As quoted in:

Schwartz, Sarah. “Questions Linger Over Companies’ $300 Million Computer Science Pledge.” Education Week. 12 October 2017.

Doug Levin, the founder and CEO of consulting firm EdTech Strategies, said that the lack of information raises concerns about effective implementation.

Levin was executive director of the State Educational Technology Directors Association during the rollout of ConnectED, the Obama administration’s initiative to bring high-speed broadband internet and educational technology to schools. ConnectED also featured significant corporate partnerships from companies that included Apple, Microsoft, Sprint, AT&T, and Verizon.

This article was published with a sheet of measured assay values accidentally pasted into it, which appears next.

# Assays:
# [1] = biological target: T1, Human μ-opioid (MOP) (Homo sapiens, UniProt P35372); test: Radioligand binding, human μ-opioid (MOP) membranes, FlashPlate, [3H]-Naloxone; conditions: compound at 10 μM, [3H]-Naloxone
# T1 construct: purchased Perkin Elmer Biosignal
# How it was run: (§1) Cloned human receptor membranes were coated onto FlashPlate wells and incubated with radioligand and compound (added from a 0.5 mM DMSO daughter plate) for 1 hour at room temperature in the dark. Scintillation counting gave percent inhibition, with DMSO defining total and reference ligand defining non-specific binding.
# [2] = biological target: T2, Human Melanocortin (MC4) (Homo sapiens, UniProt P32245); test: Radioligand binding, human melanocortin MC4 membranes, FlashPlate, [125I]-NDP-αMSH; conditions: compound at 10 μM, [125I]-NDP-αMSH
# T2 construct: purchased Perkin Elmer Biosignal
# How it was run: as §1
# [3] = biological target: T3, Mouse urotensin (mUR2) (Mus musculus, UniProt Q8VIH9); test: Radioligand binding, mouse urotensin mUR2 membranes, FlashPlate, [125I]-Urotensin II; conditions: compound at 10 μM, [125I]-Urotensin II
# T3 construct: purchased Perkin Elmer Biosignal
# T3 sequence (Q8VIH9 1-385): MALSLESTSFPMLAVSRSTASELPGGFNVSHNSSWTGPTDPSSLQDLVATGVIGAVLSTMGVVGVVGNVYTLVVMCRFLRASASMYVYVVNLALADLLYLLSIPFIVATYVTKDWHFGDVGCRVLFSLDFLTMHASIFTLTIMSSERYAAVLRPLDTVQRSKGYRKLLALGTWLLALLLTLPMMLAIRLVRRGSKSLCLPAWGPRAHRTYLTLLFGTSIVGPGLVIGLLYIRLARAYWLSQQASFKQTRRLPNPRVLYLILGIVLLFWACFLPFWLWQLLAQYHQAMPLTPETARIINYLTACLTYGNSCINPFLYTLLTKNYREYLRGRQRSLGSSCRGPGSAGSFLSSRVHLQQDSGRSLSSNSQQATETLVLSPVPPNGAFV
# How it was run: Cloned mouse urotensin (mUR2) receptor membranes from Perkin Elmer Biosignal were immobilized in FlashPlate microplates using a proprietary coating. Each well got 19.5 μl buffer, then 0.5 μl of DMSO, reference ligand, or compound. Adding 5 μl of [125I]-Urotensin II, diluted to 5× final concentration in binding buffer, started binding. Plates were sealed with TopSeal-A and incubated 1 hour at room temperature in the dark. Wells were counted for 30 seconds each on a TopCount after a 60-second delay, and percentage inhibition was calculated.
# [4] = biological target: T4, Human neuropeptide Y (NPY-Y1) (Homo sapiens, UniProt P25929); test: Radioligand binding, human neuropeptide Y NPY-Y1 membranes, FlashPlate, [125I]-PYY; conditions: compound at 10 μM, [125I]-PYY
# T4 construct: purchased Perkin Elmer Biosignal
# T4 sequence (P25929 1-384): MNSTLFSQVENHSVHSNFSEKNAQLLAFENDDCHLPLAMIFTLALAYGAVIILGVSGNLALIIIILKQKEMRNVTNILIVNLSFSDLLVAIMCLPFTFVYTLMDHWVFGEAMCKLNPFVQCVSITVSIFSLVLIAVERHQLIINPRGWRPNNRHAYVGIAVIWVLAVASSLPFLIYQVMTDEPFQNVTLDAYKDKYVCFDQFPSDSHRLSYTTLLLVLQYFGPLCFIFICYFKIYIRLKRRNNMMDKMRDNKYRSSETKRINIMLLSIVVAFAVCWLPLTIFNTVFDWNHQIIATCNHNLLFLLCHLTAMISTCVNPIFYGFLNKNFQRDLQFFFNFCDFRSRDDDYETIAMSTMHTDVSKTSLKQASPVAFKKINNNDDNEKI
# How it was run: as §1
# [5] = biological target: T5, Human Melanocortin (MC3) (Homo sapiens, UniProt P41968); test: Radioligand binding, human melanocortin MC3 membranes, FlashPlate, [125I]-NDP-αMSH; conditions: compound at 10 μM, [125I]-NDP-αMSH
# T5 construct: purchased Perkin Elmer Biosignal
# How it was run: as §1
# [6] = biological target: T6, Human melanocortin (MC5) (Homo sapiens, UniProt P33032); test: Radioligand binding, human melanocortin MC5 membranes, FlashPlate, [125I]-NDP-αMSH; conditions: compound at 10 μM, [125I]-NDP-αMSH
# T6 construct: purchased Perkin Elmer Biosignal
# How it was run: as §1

In contrast to private-sector ConnectED partnerships—some of which were made by the same companies now pledging commitments—most of these funding promises were not accompanied by information about what the money will be used for and how students will be able to access it, said Levin.

“There was plenty of time for each of these companies to have laid out in some detail what it is that they are proposing,” he said, in an interview.

But Levin maintains that there is a difference between money awarded to nonprofits and money granted directly to schools. It’s not a given that nonprofit programming will be free for schools or students, he said, and it may be harder for rural schools to benefit from the money, as many out-of-school time computer science programs are not based in rural areas.